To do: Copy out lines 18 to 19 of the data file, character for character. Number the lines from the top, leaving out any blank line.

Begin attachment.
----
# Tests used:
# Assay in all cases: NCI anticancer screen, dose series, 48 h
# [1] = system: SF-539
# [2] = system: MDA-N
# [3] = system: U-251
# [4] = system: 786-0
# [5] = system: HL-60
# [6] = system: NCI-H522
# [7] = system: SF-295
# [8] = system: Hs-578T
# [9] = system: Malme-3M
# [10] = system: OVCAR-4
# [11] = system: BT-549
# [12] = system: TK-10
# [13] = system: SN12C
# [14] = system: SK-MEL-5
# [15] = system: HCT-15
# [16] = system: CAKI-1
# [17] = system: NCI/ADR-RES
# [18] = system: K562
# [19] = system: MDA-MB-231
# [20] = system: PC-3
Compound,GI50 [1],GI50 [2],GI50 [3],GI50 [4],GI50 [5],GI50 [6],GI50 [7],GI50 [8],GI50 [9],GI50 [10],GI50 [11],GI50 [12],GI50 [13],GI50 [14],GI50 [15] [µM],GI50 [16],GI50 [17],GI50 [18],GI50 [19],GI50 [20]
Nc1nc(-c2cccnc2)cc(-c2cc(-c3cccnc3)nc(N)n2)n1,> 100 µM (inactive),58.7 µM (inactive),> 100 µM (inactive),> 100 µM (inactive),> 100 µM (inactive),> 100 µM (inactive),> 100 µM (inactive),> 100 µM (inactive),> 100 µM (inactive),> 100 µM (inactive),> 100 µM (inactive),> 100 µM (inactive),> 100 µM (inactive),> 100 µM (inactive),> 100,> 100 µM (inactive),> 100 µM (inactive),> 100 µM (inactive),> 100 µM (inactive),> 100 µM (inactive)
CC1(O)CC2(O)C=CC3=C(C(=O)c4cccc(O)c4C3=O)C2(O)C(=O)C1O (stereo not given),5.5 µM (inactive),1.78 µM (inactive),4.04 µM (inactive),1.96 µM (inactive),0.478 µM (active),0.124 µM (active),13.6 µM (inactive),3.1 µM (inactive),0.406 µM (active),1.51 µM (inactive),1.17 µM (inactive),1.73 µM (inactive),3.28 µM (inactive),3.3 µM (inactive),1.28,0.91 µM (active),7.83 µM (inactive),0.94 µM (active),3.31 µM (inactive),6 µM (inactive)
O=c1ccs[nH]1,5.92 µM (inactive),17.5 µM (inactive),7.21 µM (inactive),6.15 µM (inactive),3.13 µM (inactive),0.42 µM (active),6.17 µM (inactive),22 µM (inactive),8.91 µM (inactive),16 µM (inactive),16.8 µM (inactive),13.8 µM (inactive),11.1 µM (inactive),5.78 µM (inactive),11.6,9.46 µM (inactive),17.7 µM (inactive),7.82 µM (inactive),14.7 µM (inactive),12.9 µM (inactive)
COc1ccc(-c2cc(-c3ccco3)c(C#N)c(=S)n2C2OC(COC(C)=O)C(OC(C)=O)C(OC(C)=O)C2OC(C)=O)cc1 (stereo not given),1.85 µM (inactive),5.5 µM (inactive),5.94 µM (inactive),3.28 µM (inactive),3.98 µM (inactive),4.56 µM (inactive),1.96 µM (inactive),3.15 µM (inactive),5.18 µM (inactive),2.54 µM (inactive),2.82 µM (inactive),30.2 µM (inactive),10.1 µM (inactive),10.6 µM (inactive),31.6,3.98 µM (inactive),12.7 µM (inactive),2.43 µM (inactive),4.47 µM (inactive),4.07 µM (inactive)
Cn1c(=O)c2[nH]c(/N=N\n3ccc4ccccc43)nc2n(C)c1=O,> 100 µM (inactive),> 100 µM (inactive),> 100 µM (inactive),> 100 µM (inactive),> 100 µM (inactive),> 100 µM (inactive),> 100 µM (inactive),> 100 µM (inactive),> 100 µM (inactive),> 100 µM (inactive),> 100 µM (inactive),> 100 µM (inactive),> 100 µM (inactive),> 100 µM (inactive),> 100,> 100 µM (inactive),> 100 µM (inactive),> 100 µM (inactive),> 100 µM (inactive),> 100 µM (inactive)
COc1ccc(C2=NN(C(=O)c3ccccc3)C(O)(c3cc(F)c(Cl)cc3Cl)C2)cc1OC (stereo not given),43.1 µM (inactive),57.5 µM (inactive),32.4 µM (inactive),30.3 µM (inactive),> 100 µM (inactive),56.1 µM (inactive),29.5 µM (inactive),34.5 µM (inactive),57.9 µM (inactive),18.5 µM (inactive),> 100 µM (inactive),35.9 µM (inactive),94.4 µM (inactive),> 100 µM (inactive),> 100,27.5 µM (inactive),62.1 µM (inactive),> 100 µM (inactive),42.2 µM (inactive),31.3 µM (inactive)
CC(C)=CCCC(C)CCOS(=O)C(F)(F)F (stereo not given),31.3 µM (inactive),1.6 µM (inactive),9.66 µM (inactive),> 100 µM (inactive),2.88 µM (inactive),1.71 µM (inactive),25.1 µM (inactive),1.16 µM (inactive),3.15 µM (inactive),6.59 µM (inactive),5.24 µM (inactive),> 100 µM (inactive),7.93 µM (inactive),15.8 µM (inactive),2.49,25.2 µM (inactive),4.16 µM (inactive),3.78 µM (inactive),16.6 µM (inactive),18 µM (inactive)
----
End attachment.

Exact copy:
# [16] = system: CAKI-1
# [17] = system: NCI/ADR-RES